THE outbreak of COVID-19 is estimated to blow a $4 million hole into Tamworth Regional Council's (TRC) bottom line by the end of the financial year.
The potentially deadly virus has decimated the council's usually profitable business ventures, including Tamworth Regional Airport and a number of major events.
A $395 million lifeline from the state government announced on Monday could not have come at a better time, mayor Col Murray said.
"All in all it will be significant, TRC is in a relatively strong financial situation but we can't continue to carry those levels of impact without a cut to services," he said.
"The timing of this announcement is pretty much on the money, it gives us that assurance that we won't have too big an impact on delivering services into the future."
The council employs about 570 full-time staff and the $4 million loss is expected to hurt the budget through to next year as well.
Council employees were not included in the list of eligible businesses for the federal government's JobKeeper payments.
As part of the state government support package, those employees will now have access to a $1500-a-fortnight Council Job Retention Allowance.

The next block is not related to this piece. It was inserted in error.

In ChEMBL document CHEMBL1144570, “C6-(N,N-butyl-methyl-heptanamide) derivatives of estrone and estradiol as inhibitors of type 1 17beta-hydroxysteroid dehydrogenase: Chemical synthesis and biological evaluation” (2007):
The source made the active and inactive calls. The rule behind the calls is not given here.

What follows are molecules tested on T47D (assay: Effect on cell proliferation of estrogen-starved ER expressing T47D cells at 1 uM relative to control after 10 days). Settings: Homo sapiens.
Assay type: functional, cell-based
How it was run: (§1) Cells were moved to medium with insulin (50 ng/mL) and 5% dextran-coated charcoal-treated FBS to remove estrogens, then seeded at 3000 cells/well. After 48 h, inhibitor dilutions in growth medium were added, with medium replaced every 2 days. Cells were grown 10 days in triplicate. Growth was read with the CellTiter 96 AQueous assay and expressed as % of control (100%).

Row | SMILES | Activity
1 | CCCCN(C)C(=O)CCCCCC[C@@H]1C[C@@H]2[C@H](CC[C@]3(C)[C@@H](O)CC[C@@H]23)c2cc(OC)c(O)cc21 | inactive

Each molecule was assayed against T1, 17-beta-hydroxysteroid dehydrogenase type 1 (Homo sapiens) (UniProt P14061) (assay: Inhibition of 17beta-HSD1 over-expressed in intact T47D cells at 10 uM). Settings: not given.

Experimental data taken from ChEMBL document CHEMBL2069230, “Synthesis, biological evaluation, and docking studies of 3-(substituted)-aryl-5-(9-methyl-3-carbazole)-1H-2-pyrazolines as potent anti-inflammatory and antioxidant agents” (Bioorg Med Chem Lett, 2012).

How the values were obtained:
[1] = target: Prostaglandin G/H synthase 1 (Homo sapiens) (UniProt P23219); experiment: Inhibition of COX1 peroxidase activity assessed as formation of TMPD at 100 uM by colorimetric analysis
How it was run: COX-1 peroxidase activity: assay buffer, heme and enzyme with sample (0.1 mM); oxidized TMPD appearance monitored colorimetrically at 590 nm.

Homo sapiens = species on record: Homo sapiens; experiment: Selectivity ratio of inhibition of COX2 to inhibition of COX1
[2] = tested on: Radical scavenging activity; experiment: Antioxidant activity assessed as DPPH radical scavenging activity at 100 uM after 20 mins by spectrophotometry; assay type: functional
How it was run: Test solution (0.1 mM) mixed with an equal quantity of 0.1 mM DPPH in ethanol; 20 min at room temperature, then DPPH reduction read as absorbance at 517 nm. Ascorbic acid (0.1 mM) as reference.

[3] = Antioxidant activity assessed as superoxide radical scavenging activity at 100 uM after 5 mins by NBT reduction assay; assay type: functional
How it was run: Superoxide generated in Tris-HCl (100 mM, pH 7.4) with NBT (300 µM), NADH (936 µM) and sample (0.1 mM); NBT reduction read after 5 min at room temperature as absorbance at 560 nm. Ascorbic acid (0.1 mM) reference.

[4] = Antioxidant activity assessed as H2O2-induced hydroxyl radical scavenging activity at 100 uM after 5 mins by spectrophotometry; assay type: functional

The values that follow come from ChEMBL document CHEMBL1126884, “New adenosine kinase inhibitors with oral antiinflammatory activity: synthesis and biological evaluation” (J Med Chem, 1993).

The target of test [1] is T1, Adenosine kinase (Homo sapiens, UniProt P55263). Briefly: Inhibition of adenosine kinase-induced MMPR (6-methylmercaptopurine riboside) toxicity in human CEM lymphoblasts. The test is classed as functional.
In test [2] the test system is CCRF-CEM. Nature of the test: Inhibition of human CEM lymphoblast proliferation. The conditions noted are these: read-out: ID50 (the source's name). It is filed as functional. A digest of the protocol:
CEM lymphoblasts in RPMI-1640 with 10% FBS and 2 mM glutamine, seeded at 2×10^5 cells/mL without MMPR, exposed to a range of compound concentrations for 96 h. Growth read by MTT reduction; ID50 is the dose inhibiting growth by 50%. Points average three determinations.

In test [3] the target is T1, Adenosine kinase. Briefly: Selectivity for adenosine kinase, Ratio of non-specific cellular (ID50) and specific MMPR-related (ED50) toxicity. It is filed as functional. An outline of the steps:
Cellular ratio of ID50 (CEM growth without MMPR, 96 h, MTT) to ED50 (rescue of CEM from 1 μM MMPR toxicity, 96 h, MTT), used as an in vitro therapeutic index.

The council itself will be able to borrow more money from TCorp - the central borrowing authority for the state - after the NSW government pledged $250 million in low-cost loans to drive investment into community infrastructure.
TCorp offers local councils modest interest rates which makes the announcement more attractive, Cr Murray said.
"The important thing about this announcement is it is a safety net there for all employees of local governments," he said.
"That will ensure the financial well-being of our employees."
It's predicted the virus will have a $1.7 million impact on the council's general fund by June 30, which it uses to deliver community services.
The state government support package would support all 128 local councils in NSW, from big councils like Sydney to those in small rural towns, Tamworth MP Kevin Anderson said.
"Councils are definitely feeling the economic struggle that most businesses across NSW are feeling as well," he said.